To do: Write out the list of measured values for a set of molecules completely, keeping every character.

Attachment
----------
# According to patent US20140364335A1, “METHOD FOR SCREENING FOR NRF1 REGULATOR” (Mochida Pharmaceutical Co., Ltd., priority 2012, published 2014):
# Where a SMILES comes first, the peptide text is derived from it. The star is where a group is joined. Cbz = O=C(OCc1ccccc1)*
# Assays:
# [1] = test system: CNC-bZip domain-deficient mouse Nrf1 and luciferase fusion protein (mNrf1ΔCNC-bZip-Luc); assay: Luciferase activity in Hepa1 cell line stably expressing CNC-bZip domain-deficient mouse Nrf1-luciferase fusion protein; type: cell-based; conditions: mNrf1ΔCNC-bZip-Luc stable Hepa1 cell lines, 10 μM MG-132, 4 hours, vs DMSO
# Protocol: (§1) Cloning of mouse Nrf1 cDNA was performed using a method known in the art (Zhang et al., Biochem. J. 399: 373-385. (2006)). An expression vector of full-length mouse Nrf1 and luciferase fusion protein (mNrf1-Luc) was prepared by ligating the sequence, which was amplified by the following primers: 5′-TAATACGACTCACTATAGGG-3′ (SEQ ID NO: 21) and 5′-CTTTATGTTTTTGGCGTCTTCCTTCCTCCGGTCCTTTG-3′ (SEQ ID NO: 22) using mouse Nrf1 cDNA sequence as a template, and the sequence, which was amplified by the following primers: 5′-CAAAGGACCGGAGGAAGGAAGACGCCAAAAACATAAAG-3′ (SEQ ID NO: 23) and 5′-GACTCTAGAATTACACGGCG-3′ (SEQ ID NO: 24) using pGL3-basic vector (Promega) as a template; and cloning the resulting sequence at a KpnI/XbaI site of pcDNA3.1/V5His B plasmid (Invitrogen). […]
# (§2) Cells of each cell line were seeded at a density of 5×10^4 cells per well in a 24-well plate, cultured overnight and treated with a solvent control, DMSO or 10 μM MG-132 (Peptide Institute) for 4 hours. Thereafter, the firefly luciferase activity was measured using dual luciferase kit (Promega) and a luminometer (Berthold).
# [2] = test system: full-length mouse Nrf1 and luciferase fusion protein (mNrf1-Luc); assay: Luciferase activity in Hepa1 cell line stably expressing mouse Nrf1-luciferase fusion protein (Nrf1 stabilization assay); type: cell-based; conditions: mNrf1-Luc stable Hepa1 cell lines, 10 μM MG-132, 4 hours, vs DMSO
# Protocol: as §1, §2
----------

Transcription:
# According to patent US20140364335A1, “METHOD FOR SCREENING FOR NRF1 REGULATOR” (Mochida Pharmaceutical Co., Ltd., priority 2012, published 2014):
# Where a SMILES comes first, the peptide text is derived from it. The star is where a group is joined. Cbz = O=C(OCc1ccccc1)*
# Assays:
# [1] = test system: CNC-bZip domain-deficient mouse Nrf1 and luciferase fusion protein (mNrf1ΔCNC-bZip-Luc); assay: Luciferase activity in Hepa1 cell line stably expressing CNC-bZip domain-deficient mouse Nrf1-luciferase fusion protein; type: cell-based; conditions: mNrf1ΔCNC-bZip-Luc stable Hepa1 cell lines, 10 μM MG-132, 4 hours, vs DMSO
# Protocol: (§1) Cloning of mouse Nrf1 cDNA was performed using a method known in the art (Zhang et al., Biochem. J. 399: 373-385. (2006)). An expression vector of full-length mouse Nrf1 and luciferase fusion protein (mNrf1-Luc) was prepared by ligating the sequence, which was amplified by the following primers: 5′-TAATACGACTCACTATAGGG-3′ (SEQ ID NO: 21) and 5′-CTTTATGTTTTTGGCGTCTTCCTTCCTCCGGTCCTTTG-3′ (SEQ ID NO: 22) using mouse Nrf1 cDNA sequence as a template, and the sequence, which was amplified by the following primers: 5′-CAAAGGACCGGAGGAAGGAAGACGCCAAAAACATAAAG-3′ (SEQ ID NO: 23) and 5′-GACTCTAGAATTACACGGCG-3′ (SEQ ID NO: 24) using pGL3-basic vector (Promega) as a template; and cloning the resulting sequence at a KpnI/XbaI site of pcDNA3.1/V5His B plasmid (Invitrogen). […]
# (§2) Cells of each cell line were seeded at a density of 5×10^4 cells per well in a 24-well plate, cultured overnight and treated with a solvent control, DMSO or 10 μM MG-132 (Peptide Institute) for 4 hours. Thereafter, the firefly luciferase activity was measured using dual luciferase kit (Promega) and a luminometer (Berthold).
# [2] = test system: full-length mouse Nrf1 and luciferase fusion protein (mNrf1-Luc); assay: Luciferase activity in Hepa1 cell line stably expressing mouse Nrf1-luciferase fusion protein (Nrf1 stabilization assay); type: cell-based; conditions: mNrf1-Luc stable Hepa1 cell lines, 10 μM MG-132, 4 hours, vs DMSO
# Protocol: as §1, §2